How can the shaping of a social-ecological future be successful if it requires joint action in the present? As long as there exist so many different, sometimes competing and even irreconcilable ideas of the “right” way, a change of direction towards sustainable developments must be assumed as unlikely. “We could even speak of a struggle for the sovereignty of interpretation and discourse when it comes to the question of the right way to deal with the global crisis of societal relations to nature and those of its consequences already being felt today”, write ISOE scientists in the current GAIA article, “a struggle that is accompanied by the erosion of a basic democratic consensus”.
But what is required now is fast, consistent action. This becomes obvious when we look at the predominantly gloomy facts about climate change, the loss of biodiversity or the excessive use of resources. All crisis diagnoses in this present period, including that of the corona pandemic, reflect crisis-ridden societal relations to nature. The authors point out that every crisis also includes opportunities to overcome it – provided there is a common understanding of how the future can be shaped collectively. “Any solution to complex problems must be preceded by an understanding of shaping processes”, says Thomas Jahn, spokesperson of ISOE’s executive board and scientific director. “In theory, this may be taken for granted. In practice, however, there is a lack of successful concepts for how shaping, as a intended intervention in existing contexts, can be supported by collective ideas about the direction in which these changes should actually move.”
An invitation to discussion: principles of shaping for transdisciplinary sustainability research
The ISOE authors advocate a new understanding of social-ecological shaping in the Anthropocene, the “Age of humankind”, and present six principles of shaping for discussion. These include principles for dealing with complexity, for the participation of actors in democratic processes or for strengthening the resilience of social-ecological systems in face of the consequences of environmental changes such as climate change. The authors point out in particular that a methodologically sound and thus transparent, transdisciplinary cooperation between science and society is necessary for the application of successful shaping processes.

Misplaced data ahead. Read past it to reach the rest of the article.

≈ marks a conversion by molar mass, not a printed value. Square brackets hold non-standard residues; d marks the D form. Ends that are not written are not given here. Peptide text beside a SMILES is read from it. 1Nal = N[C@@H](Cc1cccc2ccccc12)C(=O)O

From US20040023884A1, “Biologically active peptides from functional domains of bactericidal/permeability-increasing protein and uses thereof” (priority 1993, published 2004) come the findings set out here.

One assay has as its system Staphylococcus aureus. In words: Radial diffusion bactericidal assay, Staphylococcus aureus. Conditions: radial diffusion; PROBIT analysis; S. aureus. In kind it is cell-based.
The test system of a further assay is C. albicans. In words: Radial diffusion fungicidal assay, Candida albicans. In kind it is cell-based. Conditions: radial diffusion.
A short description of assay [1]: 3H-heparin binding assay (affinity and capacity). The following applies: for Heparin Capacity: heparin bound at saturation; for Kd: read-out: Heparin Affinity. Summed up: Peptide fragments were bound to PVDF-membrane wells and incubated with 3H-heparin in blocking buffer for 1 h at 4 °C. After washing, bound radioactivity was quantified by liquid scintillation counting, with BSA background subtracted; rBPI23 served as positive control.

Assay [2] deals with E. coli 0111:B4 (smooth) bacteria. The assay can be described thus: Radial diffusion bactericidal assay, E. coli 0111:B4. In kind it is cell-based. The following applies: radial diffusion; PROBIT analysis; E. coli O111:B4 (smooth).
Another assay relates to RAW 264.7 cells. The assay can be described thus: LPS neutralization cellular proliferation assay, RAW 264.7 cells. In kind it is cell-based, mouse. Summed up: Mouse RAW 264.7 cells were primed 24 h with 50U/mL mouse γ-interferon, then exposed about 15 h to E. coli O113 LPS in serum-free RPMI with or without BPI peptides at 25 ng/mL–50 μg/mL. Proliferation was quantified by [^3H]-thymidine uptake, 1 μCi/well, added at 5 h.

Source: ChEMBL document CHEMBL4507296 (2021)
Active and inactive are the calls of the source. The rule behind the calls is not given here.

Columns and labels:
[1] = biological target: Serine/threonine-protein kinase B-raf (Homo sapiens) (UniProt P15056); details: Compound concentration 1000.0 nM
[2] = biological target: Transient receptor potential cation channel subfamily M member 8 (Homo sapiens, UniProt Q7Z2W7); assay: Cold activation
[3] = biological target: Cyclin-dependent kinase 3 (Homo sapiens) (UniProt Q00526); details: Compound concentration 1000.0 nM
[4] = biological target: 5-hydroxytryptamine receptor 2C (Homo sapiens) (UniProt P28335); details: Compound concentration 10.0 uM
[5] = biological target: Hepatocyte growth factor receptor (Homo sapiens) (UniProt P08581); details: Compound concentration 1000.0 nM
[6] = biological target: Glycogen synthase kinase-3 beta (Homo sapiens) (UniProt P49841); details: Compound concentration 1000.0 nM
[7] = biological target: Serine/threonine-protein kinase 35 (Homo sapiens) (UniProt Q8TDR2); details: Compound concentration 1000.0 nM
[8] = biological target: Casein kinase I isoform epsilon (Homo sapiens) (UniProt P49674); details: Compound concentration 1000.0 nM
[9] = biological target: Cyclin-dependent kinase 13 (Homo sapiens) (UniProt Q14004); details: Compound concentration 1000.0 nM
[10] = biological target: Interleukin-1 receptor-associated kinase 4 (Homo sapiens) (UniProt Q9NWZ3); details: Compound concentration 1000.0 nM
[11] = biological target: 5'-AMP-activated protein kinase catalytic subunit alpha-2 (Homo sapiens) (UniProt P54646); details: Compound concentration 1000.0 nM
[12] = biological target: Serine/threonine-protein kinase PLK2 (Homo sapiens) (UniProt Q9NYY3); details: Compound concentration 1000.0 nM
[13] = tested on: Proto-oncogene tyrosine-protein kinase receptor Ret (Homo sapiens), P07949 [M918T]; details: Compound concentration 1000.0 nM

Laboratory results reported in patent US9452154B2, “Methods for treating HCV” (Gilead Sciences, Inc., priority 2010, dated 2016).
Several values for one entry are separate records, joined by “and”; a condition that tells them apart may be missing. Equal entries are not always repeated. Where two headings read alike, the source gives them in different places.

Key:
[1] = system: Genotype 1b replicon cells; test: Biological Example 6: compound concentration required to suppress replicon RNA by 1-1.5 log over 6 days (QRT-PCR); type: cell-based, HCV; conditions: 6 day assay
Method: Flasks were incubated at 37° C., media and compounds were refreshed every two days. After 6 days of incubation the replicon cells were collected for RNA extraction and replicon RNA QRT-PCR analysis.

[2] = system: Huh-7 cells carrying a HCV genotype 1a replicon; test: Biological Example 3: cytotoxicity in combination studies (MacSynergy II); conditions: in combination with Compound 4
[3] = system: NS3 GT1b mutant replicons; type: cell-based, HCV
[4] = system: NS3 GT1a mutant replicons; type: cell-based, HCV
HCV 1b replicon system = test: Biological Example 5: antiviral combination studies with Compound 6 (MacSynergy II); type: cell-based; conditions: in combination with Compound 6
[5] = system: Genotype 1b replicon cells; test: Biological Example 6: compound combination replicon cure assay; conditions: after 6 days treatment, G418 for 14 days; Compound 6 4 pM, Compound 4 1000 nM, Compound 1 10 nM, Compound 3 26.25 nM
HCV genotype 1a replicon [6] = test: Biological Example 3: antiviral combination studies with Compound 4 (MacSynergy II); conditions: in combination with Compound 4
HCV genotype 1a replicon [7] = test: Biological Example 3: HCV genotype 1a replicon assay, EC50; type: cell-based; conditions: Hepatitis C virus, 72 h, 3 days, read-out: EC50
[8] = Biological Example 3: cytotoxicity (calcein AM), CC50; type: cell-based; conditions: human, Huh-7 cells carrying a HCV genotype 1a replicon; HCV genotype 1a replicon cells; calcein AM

With their contribution, the ISOE authors primarily address transdisciplinary sustainability research. Such research relies on knowledge drawn from many different sources in the search for answers to complex questions, such as the sustainable use of water resources or the protection of biodiversity. In other words, not only the scientific expertise of various disciplines, but also the empirical knowledge of affected actors has to be integrated into the research process. Providing practical examples from transdisciplinary research, the authors illustrate how the principles of shaping can be made effective.
Jahn, Thomas/Diana Hummel/Lukas Drees/Stefan Liehr/Alexandra Lux/Marion Mehring/Immanuel Stieß/Carolin Völker/Martina Winker/Martin Zimmermann (2020): Sozial-ökologische Gestaltung im Anthropozän. GAIA 29 (2), 93-97
Jahn, Thomas/Diana Hummel/Lukas Dress/Stefan Liehr/Alexandra Lux/Marion Mehring/Immanuel Stieß/Carolin Völker/Martina Winker/Martin Zimmermann (2020): Shaping social-ecological transformations in the Anthropocene. ISOE-Diskussionspapiere, 45. Frankfurt am Main